What this circuit does is light up one LED for 0, and the other LED for 1.  When the fan is spinning normally, the stream of 0's and 1's keep both LED's lit to the human eye.  When the fan stops, only one LED will be lit up...and which one depends on the position of the fan blades when it stopped.

Vreihen, you scored 100% on this test. Your exactly right.  :-)
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Offline Bashy

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Re: Adding LED (or?) to shield fan help
« Reply #60 on: June 26, 2017, 08:39:22 AM »
My parts. Should be with me by the end if the week
I have just found a spare 3 wire fan too sods law that....
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Offline Bashy

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Re: Adding LED (or?) to shield fan help
« Reply #61 on: June 27, 2017, 05:37:22 AM »
Hi, just noticed by blowing a load of LED bulbs that they are well under 12v, do those resisters lower the voltage? or do i have to buy some more LED's?

Blue  3.2v - 3.4v | 20mA |
Green 3.2v - 3.4v | 20mA |
Yellow 1.8v - 2.2v | 20mA |
Red 1.8v - 2.2v | 20mA |
White 3.2v - 3.4v | 20mA |

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Offline dupreezd

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Re: Adding LED (or?) to shield fan help
« Reply #62 on: June 27, 2017, 07:51:06 AM »
Bashy, you can never ever connect a LED directly to most power sources.

Reply 25 by W9LRT is a very good guideline to prevent blowing LED's. Note the 2v
Quote
On an LED, the cathode is typically the shorter lead.  General rule of thumb is most LED's run on 2 volts.  Series resistors are typically 100 ohms per volt you want to drop.  For instance starting with 12 volts, you want to drop 10 volts (to get to the 2 volt operating level), so 10 x 100 would be 1000.  A 1000 ohm series resistor will get you close.  Adjust that up or down to increase or decrease brightness (within reason or you will toast the LED)

Here is a very good tutorial
https://learn.sparkfun.com/tutorials/light-emitting-diodes-leds
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Offline Bashy

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Re: Adding LED (or?) to shield fan help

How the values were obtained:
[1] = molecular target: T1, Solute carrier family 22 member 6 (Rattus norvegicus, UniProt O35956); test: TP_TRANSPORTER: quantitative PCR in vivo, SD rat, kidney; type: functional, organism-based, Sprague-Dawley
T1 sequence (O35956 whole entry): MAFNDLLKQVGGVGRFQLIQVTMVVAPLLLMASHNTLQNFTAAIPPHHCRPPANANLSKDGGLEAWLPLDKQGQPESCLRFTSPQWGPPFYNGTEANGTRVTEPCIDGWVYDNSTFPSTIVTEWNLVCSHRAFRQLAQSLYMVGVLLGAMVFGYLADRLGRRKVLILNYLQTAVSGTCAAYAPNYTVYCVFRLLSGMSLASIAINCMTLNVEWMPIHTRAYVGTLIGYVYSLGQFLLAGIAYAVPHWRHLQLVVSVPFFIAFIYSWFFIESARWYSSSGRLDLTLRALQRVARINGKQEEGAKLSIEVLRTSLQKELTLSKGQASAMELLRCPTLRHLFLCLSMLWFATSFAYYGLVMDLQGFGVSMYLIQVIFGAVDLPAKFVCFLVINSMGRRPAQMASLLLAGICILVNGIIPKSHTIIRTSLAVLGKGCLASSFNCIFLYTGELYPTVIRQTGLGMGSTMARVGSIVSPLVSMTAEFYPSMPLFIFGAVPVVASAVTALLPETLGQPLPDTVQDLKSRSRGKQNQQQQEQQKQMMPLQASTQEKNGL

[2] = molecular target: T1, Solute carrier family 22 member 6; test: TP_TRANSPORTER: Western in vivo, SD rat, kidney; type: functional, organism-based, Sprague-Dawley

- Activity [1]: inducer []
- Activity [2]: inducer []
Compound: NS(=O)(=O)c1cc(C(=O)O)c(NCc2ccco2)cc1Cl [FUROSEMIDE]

« Reply #63 on: June 27, 2017, 08:16:56 AM »
Ah, thanks for that  #-o
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Offline Bashy

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Re: Adding LED (or?) to shield fan help
« Reply #64 on: June 30, 2017, 07:56:36 AM »
Hi, I, finally got all the parts today and put it all together, i dont think i have anything wrong, but,
The LED's are very dim, i doubt i would see them in the dark let alone daytime lol, not sure where
i have gone wrong, i have however uploaded a short video to youtube, perhaps someone can see
if and where i have gone wrong please?

https://youtu.be/GScGohpCsZI
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Offline dupreezd

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Re: Adding LED (or?) to shield fan help
« Reply #65 on: June 30, 2017, 08:59:10 AM »
Bashy, good job  =D> You have done nothing wrong.

Those clear LED's are more directional than the diffused ones and I think require a little more current.
Are those 1k resistors?

Quote
i doubt i would see them in the dark let alone daytime lol,
Same here, I can only see mine at night, but I think it is because I used green. I might change it to red during the next maintenance.
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Offline Bashy

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Re: Adding LED (or?) to shield fan help
« Reply #66 on: June 30, 2017, 10:40:54 AM »
I thought that's what I ordered 1k,they are 1/4 1% kit

What part is restricting the power to the led, is it the resistors?
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Offline Old Tele man

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Re: Adding LED (or?) to shield fan help
« Reply #67 on: June 30, 2017, 11:18:40 AM »
What part is restricting the power to the led, is it the resistors?
Yes, the current passing thru the resistor develops a 'voltage-drop' that subtracts from the total voltage applied. Example, with a 5Vdc source voltage and a 3.2Vdc LED @ 20mA, you'd want a 90Ω resistor to "drop" 1.8Vdc from the 5Vdc, thus leaving 3.2Vdc at the LED:

Resistor(Ω) = [V(source) - V(LED)] / A(LED) = R(Ω)

R = (5.0Vdc - 3.2Vdc)/20mA = (1.8Vdc/0.02A) = 90Ω
« Last Edit: June 30, 2017, 11:27:37 AM by Old Tele man »
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Offline WeatherHost

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Re: Adding LED (or?) to shield fan help
« Reply #68 on: June 30, 2017, 11:19:22 AM »
For whatever it's worth, I can see Blue farther and better in daylight than anything else.  There are also special high brightness models available rather than the discrete ones most places have.  These are both designed for 12VDC, so no additional step down is required.